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Authors: Howard Owen

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BOOK: Turn Signal
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This morning, though, Jack doesn't have to leave just yet, Gina has the day off, and Shannon is going to Speakeasy Creek with two friends from the next cul-de-sac.

Jack is sipping a cup of coffee and eating a bagel, Shannon is slurping cold cereal, and Gina is washing down a doughnut with a glass of orange juice. Jack regrets not anticipating this rare convergence. He could've made pancakes, fried up some sausage, had what his mother would have called a real breakfast.

“So what're you doing today?” he asks his wife.

Gina is wearing Levi's and a sleeveless top. To Jack, she is approximately as attractive as she was 17 years ago, when they began dating. He looks at her as she concentrates on tearing out grocery coupons from the newspaper insert, and he wishes he didn't have to go to work, either.

Gina thinks of herself as tall, although she knows that she might be a guard instead of a center if she played high school basketball now. Even Shannon, at 13, has an inch on her. Gina weighs 20 pounds more than when she and Jack met, but she was too thin back then for his liking. Her hair is almost black, and she has lately begun hiding what little gray has crept in. She is, anyone in Speakeasy would tell you, a fine-looking woman, and hardly anyone adds “for her age” yet.

Her eyes were what first hooked him. They seem to range in hue from emerald to forest green according to the mood and the illumination. They have a catlike quality to them. When she is aroused, they seem to create light rather than merely reflect it. Jack always implores her not to close them when she's coming.
“Oh,” she says to her husband's question, pushing a loose strand of hair out of her eyes, not looking up from her clipping, “nothing exciting. Buy groceries. Pay bills. Win the lottery. Maybe go swimming later.”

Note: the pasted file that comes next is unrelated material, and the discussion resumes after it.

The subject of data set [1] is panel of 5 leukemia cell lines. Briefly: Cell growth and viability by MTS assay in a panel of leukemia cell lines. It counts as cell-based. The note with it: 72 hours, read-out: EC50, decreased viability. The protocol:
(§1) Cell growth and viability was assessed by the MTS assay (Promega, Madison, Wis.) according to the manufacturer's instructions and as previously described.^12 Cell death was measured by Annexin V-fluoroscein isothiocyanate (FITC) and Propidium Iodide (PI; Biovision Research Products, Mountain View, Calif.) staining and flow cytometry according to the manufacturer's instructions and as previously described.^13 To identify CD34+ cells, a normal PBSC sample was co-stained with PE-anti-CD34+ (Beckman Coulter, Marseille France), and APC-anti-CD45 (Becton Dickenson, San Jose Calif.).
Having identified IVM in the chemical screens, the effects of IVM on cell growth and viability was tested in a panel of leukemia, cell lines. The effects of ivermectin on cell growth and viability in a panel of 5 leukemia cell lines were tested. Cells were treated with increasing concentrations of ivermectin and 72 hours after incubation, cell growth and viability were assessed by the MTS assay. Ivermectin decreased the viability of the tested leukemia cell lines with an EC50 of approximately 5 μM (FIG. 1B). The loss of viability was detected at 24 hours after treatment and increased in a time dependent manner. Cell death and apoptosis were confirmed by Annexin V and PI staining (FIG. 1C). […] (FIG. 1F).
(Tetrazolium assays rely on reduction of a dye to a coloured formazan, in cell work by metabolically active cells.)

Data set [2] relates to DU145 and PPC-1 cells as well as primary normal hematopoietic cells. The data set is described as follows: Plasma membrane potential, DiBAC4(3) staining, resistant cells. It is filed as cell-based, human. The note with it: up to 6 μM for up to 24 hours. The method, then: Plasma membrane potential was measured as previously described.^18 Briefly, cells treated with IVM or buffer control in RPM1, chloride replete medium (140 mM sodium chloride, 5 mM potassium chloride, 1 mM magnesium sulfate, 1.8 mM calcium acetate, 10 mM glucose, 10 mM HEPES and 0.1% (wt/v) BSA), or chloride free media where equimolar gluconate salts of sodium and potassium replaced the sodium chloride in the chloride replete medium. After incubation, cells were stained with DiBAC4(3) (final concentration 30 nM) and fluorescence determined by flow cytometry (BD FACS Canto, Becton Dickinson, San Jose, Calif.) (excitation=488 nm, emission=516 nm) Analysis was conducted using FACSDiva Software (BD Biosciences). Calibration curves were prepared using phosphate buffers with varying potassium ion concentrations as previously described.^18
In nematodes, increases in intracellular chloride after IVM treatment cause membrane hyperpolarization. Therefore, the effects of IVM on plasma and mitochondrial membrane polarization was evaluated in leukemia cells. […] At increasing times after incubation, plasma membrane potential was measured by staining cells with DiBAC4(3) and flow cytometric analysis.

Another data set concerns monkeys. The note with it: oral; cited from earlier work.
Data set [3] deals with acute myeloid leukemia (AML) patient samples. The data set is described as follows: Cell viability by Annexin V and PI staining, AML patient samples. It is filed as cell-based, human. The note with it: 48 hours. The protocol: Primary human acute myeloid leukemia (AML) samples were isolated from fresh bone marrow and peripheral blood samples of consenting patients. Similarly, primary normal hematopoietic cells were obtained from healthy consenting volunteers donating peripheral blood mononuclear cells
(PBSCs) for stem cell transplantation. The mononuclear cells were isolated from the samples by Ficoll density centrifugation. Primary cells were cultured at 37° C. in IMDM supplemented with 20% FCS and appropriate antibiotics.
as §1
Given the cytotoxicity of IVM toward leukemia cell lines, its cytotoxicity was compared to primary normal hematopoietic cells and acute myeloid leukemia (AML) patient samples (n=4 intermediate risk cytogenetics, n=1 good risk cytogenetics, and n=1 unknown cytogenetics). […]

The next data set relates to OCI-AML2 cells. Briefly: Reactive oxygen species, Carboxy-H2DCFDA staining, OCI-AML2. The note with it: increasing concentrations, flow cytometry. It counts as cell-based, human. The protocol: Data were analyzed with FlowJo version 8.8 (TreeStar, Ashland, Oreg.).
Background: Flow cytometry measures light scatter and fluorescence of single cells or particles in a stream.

“Not at the creek?” Shannon says, looking up in alarm.

“Yes, the creek would be nice,” her mother says, her mouth twisting into a half-smile. “I'd like to come over and meet all your friends. Maybe I'll wear that little thong bikini Daddy bought me.”

Shannon puts her finger down her throat and makes a gagging noise.

“I'm going to get your daddy to take a picture of me,” Gina tells her. “I'm going to put on it: Regina Gay Stone at 41. And I'm going to store it away. Then, when you're 41, I'm going to show it to you, and we'll see who held up better, little girl.”

“You'll be so old by then,” her daughter tells her, rising as a car pulls up outside and a horn sounds, “you won't even remember where you put the picture.”

Gina swats at the daughter's backside as she runs past.

“Be back by 5 now,” Jack says to the closing door.

“She's going to be pretty like her mother,” he says, but Gina is concentrating on the grocery list.

“You need any toothpaste, mouthwash, anything?”

“I could go for a blow job.”

Gina shakes her head and tears a sheet of paper from the pad on which she's been writing.

“Well,” she says, “it's been two years now.”

He realizes, after a pause, that they've changed topics.

“Yeah, it has. Two years last week, I think.”

She looks across the table at him. Her eyes are a darker green now, and in them he can see all the unspoken questions. “How much longer? What's going to happen when we run out of money? How are we going to keep making the mortgage payments? Who's going to take care of Shannon's college tuition?”

“I think it's ready,” he tells her. “The next thing is to get somebody to publish it.”

“That's great, sweetie,” Gina says. “Are you going to let me take a look at it, then?”

“Ah … yeah, but let me just do a couple of things to it first.”

“I thought you said it was ready.”

“Just give me a week or so.”

Jack doesn't want to admit that he's a little scared. Somebody at a meeting of his writers' group said showing someone else your novel is like taking your clothes off in public. Jack hasn't given anyone a peek so far, even though this has caused some huffiness among the group. Gina knows only the basic story.

“You know I believe in you,” she tells him. “I wouldn't have signed off on this if I hadn't believed in you. Would I?”

That's the problem, he thinks. He's still sure she does, or mostly sure. What if he's wrong, though? How could he ever make up for all that squandered faith, if it turns out he was wrong?

“Soon,” he says, and then changes the subject.

“Have you decided yet about the reunion?” he asks.

“It's what, Saturday week?”

“Yeah. The fourth.”